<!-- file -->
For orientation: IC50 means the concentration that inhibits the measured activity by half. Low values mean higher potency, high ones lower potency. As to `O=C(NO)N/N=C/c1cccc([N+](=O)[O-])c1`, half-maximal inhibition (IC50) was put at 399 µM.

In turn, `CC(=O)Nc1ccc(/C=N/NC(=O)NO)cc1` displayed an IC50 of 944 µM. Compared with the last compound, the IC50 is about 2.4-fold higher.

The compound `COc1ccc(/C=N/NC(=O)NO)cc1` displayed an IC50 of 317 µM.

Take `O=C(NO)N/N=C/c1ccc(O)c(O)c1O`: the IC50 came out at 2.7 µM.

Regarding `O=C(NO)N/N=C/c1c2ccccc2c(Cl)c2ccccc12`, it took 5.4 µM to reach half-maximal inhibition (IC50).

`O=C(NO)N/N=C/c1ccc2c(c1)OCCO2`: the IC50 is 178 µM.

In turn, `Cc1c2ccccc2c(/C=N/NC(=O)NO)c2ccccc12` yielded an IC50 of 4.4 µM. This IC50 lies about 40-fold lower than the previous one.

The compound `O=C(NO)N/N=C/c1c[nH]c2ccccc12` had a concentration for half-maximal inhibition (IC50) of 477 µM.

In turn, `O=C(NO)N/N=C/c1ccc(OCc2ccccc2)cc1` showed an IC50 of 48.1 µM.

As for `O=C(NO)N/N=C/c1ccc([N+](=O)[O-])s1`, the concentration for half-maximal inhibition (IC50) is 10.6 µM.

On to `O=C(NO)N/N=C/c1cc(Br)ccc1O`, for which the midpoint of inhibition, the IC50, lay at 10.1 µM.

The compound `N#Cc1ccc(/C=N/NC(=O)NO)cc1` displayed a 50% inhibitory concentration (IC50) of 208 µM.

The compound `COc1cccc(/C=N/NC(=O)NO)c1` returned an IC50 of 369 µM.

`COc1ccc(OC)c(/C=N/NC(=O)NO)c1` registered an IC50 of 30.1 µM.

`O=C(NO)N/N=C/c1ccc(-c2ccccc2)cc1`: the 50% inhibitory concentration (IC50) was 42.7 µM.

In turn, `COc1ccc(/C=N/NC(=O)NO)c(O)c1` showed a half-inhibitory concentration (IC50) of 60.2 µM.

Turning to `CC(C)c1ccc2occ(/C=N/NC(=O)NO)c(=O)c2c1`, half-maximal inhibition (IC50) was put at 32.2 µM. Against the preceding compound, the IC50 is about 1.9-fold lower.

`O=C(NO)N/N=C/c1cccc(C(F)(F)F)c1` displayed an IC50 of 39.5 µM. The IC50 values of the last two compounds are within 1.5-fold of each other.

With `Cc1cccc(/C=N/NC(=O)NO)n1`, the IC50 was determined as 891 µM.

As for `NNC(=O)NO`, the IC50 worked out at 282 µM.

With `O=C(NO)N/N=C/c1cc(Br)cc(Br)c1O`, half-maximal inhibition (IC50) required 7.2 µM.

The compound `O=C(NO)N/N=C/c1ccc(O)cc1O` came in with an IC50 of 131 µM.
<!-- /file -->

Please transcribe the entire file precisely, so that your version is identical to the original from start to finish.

For orientation: IC50 means the concentration that inhibits the measured activity by half. Low values mean higher potency, high ones lower potency. As to `O=C(NO)N/N=C/c1cccc([N+](=O)[O-])c1`, half-maximal inhibition (IC50) was put at 399 µM.

In turn, `CC(=O)Nc1ccc(/C=N/NC(=O)NO)cc1` displayed an IC50 of 944 µM. Compared with the last compound, the IC50 is about 2.4-fold higher.

The compound `COc1ccc(/C=N/NC(=O)NO)cc1` displayed an IC50 of 317 µM.

Take `O=C(NO)N/N=C/c1ccc(O)c(O)c1O`: the IC50 came out at 2.7 µM.

Regarding `O=C(NO)N/N=C/c1c2ccccc2c(Cl)c2ccccc12`, it took 5.4 µM to reach half-maximal inhibition (IC50).

`O=C(NO)N/N=C/c1ccc2c(c1)OCCO2`: the IC50 is 178 µM.

In turn, `Cc1c2ccccc2c(/C=N/NC(=O)NO)c2ccccc12` yielded an IC50 of 4.4 µM. This IC50 lies about 40-fold lower than the previous one.

The compound `O=C(NO)N/N=C/c1c[nH]c2ccccc12` had a concentration for half-maximal inhibition (IC50) of 477 µM.

In turn, `O=C(NO)N/N=C/c1ccc(OCc2ccccc2)cc1` showed an IC50 of 48.1 µM.

As for `O=C(NO)N/N=C/c1ccc([N+](=O)[O-])s1`, the concentration for half-maximal inhibition (IC50) is 10.6 µM.

On to `O=C(NO)N/N=C/c1cc(Br)ccc1O`, for which the midpoint of inhibition, the IC50, lay at 10.1 µM.

The compound `N#Cc1ccc(/C=N/NC(=O)NO)cc1` displayed a 50% inhibitory concentration (IC50) of 208 µM.

The compound `COc1cccc(/C=N/NC(=O)NO)c1` returned an IC50 of 369 µM.

`COc1ccc(OC)c(/C=N/NC(=O)NO)c1` registered an IC50 of 30.1 µM.

`O=C(NO)N/N=C/c1ccc(-c2ccccc2)cc1`: the 50% inhibitory concentration (IC50) was 42.7 µM.

In turn, `COc1ccc(/C=N/NC(=O)NO)c(O)c1` showed a half-inhibitory concentration (IC50) of 60.2 µM.

Turning to `CC(C)c1ccc2occ(/C=N/NC(=O)NO)c(=O)c2c1`, half-maximal inhibition (IC50) was put at 32.2 µM. Against the preceding compound, the IC50 is about 1.9-fold lower.

`O=C(NO)N/N=C/c1cccc(C(F)(F)F)c1` displayed an IC50 of 39.5 µM. The IC50 values of the last two compounds are within 1.5-fold of each other.

With `Cc1cccc(/C=N/NC(=O)NO)n1`, the IC50 was determined as 891 µM.

As for `NNC(=O)NO`, the IC50 worked out at 282 µM.

With `O=C(NO)N/N=C/c1cc(Br)cc(Br)c1O`, half-maximal inhibition (IC50) required 7.2 µM.

The compound `O=C(NO)N/N=C/c1ccc(O)cc1O` came in with an IC50 of 131 µM.